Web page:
MemberMay 26, 2021 at 1:22 pm
Is this the right place for this kind of discussion?
I’m working on a game that involves rolling two d6 and subtracting the numbers for the final result which then does something else in the game.
My question is, what kind of manipulations have people seen for that sort of scenario? I have the standard “reroll a die” or “reroll an opponent’s die” and “opponent must add their numbers instead” but what other ways could those two rolls be simply manipulated to the player’s benefit and/or opponents’ detriment? I’m not too keen on excessive maths, like adding other numbers or brining more dice into the mix, I’d like to keep it as simple as possible.
MemberMay 26, 2021 at 2:17 pm
You can always:
flip the face of the dice to the opposite side
swap a die with your opponent
Reduce/increase a pip value of a die
MemberMay 26, 2021 at 5:38 pm
Other things can be based on what you roll, like if you roll doubles or if you roll sequential numbers. Not sure if that is what you are looking for.
MemberMay 26, 2021 at 7:08 pm
Yes, exactly things like that! Thanks! Seems so obvious now that you mention it but never thought of them for some reason.
MemberMay 26, 2021 at 7:09 pm
I like the flip a die mechanic. Ironically I just listened to the BGDL podcast on dice games where they said that exact thing yet somehow it didn’t click with me until you mentioned it! Thanks!
MemberMay 26, 2021 at 9:51 pm
There’s also the “tip” a die mechanic (like in Dice Throne) which allows you to do everything except flip a die. You could also use a mechanic to treat certain numbers (like 1s and 6s) as re-rolls – forcing the numbers closer together since you’re subtracting.
MemberMay 27, 2021 at 6:11 am
Another good idea, thanks! I like the forced-reroll actually, it would work quite well with what I’m doing!
MemberMay 27, 2021 at 7:54 am
I don’t think that this could be a main mechanic (but maybe a special action), but you could allow players to choose a number before rolling the dice and, if the chosen number was the result of one die, they gain a bonus.
MemberMay 27, 2021 at 8:41 am
That would make a nice little side option, just to mix things up a bit and increase verbal interactivity!
MemberMay 31, 2021 at 7:19 pm
these suggestions assume you are subtracting the lower number from the higher number, or taking the absolute value of the result
some possible options:
take the sum of the 2 dice and redistribute it so the roll 2 4 can turn into 1 5, 3 3, and possibly 0 6
double/half the value of a die (as long as its between 2-6)
you may personally pick the value of die A but the table may pick the value of die B
double/square the result (the second option may provide huge numbers for lucky rolls)
only roll 1 die, no subtraction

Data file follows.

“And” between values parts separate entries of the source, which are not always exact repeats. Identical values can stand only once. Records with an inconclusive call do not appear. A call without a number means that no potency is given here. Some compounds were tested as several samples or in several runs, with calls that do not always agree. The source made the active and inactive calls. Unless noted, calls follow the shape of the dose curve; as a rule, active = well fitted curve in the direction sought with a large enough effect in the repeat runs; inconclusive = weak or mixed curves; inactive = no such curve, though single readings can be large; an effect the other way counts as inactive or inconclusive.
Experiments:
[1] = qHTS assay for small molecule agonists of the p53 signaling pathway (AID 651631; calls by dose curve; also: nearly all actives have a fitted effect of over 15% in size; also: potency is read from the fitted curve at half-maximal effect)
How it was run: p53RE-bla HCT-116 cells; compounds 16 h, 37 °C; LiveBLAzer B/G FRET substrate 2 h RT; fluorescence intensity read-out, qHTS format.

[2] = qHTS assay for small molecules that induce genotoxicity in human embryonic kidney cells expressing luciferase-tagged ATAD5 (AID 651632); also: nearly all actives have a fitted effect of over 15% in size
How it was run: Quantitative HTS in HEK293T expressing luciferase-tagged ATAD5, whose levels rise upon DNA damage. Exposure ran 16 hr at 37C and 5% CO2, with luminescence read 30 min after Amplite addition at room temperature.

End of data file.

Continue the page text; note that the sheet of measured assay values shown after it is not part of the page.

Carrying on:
take the average of the 2 dice rolled (may need to round up/down)
some special actions if you get a special event such as a pair:
trade your final result with a player of your choice
if this game lets you choose what the dice are used for after the subtraction, you must choose the action your using the dice for first, then re-roll the dice and take that roll without modifications
every player passes their final dice clockwise
observe the other players dice, then subtract the highest result from the lowest result
MemberJune 1, 2021 at 2:31 pm
I like the idea of having some choices made before dice rolls, I think I can incorporate that. Some of the more complex math might get farther away from the quicker aspect I was hoping for the game though.
One thing I’ve learned for sure is to explain myself much more clearly with a basic example of how the game in my mind works to give you guys much more to go off of then “how can you manipulate two dice”!
MemberJune 1, 2021 at 3:38 am
I’m just going to focus on the idea of ‘I don’t want people to have to do math’
Is one dice being subtracted from the other or are they being added together then subtracted from something else?
If the low is being subtracted from the high all that is happening is that you are making dice roll values be between 0-5 instead of 1-6 but doing some maths in the middle. Looking at this part of the mechanic with no knowledge of the whole situation it seems an irrelevant action.
If they are being added together would using a d12 be easier?
I’m unclear on how manipulating two dice in this situation would be much different from manipulating one.
Sorry if I’ve read the question the wrong way and my thoughts aren’t helpful
MemberJune 1, 2021 at 2:29 pm
Fair points, it does in effect give them 0-5 in their results. The thought process was twofold: rolling two dice gives the player the impression of greater chance (or maybe actually does? I’m not a probabilities guy for that!), and secondly the ability to manipulate one of the two die individually gives a little more variability to what actions other players can take “against” your rolls and actions you can take “for” your rolls, instead of just changing the results of a single die alone.
I should have been more transparent in my description as well, the resulting roll determine how many cards a player draws from a shared deck of cards. The shared deck has cards that help them manipulate their rolls and the rolls of others, the goal being to get (or avoid) certain cards in the deck that provide you with a win or a loss, depending on how many of them you accumulate.